Why don’t people like Dr Who? They find it childish, silly, and irritating? Stephen knows.

Does After Porn Ends have nudity? Yes. Not one for the family.

How big is Kevin Smith’s fan base approximately? He has over 2 million Twitter followers and one fan who thinks I am a parasite.

How violent is Sightseers? Violent in short bursts with plenty of blood and caved-in skulls. All the deaths are swift though, this is no Hostel.

What happened to Cameron Crowe? He returned! With We Bought a Zoo and Pearl Jam Twenty. I saw neither.

How accurate is Lawless movie? It doesn’t matter, the film is boring as hell.

Is Ethan Hunt married in Ghost Protocol? Yes, to Julia Meade played by Michelle Monaghan.

Is Michael Cera mean? He seems lovely.

Is NOW TV worth it? Certainly not. Though they provide lots of lovely cocktails.

What is the guy’s name from Footloose that plays on Third Rock from the Sun? John Lithgow

Where can I see the complete pilot episode of BBC Lizzie and Sarah? Nowhere legal I’m afraid. Ask your most internet savvy friend and see if they can help.

Is there a disorder consisting of rape, dismembering, necrophilia, and cannibalism? I don’t think that is a disorder. That is you doing unthinkable sexual things to someone before and after killing them and then eating the remains. GET HELP!

How violent is the film I, Anna? “In one scene of violence a man and woman fight before a heavy ornament is used to strike a blow to the head. In another scene the victim of a violent death is found lying on a heavily bloodstained carpet with a bloodied face.”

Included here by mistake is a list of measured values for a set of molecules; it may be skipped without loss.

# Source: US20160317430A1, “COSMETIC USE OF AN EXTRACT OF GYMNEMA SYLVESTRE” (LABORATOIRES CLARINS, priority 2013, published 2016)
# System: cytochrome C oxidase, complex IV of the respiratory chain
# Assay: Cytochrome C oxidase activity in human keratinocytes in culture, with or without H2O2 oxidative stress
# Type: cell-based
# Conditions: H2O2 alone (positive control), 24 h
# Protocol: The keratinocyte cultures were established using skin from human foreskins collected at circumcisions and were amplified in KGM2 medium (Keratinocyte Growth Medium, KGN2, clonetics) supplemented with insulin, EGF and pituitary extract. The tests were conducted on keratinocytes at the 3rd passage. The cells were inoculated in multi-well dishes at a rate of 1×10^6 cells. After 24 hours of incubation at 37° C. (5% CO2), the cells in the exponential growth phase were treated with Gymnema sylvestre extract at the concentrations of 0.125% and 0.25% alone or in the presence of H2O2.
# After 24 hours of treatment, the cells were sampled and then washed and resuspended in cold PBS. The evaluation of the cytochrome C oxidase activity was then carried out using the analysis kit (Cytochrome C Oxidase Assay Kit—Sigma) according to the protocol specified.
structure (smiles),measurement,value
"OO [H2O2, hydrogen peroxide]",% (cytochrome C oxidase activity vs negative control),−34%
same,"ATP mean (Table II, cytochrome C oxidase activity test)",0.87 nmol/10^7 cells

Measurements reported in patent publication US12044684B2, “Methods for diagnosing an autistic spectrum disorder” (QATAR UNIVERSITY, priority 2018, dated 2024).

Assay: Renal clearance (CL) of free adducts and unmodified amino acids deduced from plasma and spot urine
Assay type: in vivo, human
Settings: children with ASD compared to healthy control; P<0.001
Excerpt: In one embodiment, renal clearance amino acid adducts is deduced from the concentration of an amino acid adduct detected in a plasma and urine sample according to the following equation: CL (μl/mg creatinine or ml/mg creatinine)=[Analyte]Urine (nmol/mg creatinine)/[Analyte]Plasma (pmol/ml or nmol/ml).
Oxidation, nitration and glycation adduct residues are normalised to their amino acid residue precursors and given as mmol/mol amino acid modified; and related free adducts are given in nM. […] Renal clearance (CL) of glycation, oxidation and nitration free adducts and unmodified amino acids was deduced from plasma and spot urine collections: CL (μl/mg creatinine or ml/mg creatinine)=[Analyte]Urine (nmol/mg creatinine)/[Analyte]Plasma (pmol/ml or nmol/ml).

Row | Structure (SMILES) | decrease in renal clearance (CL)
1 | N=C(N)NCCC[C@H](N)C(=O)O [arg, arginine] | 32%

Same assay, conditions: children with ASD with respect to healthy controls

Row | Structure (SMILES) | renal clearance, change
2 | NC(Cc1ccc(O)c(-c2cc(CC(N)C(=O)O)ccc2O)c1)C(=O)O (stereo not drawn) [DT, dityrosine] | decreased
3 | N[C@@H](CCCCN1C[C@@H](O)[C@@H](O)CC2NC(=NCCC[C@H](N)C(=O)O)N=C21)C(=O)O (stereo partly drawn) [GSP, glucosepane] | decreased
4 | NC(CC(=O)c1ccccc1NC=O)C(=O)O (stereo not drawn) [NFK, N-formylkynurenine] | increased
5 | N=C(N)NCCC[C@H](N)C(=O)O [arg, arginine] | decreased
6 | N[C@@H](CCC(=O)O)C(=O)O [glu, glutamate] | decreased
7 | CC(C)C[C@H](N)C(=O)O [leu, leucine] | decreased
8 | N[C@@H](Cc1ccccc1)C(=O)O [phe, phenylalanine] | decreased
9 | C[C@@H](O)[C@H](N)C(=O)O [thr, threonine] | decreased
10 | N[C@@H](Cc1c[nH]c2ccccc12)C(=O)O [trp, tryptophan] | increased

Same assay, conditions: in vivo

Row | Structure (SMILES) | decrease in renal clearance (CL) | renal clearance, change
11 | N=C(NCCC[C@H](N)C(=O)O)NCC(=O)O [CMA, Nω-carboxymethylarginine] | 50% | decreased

What is pyjamas party? Attractive young women spend the night together gossiping, playing games, and fighting with pillows in slow motion and skimpy pyjamas. That or you stay up all night watching films at the Prince Charles cinema.

What’s the film about couple gets handcuffed together at a music festival? You Instead

I hope that clears things up. (If you want to see Fassbender’s penis Google will show it to you. The thing terrifies me.)

Harry Potter and the Deathly Hallows: Part 2 – DVD review

Harry Potter and the Deathly Hallows Part 2 DVD

This isn’t the end. Pop the film disc for Harry Potter and the Deathly Hallows Part 2 into your DVD player and once past the obligatory copyright notice, first you will see an advert for the Lego games for years five to seven, and then the introductory video for Pottermore. So every time you’re reminded of tiny Harry, all wide eyes in Philosopher’s Stone, and start welling up a little at the idea that it’s finishing, you can always book your studio tour during a break in watching your Elder Wand DVD boxset and know that this franchise isn’t going anywhere.